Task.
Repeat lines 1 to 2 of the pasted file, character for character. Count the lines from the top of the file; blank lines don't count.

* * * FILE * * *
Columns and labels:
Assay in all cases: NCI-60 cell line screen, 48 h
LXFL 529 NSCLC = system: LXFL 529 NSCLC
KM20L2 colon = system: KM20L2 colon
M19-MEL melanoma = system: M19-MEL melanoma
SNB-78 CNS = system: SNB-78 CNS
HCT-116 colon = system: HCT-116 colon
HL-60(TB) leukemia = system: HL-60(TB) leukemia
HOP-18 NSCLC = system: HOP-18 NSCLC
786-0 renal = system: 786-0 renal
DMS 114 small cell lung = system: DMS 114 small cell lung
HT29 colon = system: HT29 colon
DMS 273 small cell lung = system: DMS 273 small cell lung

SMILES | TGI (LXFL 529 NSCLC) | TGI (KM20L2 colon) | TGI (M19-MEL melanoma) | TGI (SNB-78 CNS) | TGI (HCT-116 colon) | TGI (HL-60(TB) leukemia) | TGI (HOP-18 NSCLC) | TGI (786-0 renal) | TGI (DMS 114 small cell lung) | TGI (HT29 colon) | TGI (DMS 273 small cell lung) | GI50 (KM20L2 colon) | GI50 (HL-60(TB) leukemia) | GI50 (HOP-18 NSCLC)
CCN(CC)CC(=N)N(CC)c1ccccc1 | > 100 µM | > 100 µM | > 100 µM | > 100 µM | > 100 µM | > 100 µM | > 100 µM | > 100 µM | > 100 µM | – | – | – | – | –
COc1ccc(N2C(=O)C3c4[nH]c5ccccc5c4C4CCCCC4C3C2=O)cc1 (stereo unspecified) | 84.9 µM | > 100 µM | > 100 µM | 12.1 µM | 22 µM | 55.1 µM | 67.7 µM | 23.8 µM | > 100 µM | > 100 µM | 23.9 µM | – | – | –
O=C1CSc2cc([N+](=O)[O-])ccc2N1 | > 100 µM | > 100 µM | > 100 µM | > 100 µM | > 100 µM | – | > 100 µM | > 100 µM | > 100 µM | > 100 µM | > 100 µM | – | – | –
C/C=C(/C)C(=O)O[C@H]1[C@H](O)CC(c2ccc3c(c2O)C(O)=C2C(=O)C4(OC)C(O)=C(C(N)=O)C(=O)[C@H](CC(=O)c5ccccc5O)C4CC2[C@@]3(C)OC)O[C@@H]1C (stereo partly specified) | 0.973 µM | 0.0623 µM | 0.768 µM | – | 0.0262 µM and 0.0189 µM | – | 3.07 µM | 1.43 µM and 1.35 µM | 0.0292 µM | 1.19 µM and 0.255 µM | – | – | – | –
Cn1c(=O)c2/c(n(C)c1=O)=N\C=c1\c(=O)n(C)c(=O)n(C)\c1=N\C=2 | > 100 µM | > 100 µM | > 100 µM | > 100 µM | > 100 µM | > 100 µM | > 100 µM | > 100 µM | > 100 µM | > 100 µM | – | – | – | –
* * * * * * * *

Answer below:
Columns and labels:
Assay in all cases: NCI-60 cell line screen, 48 h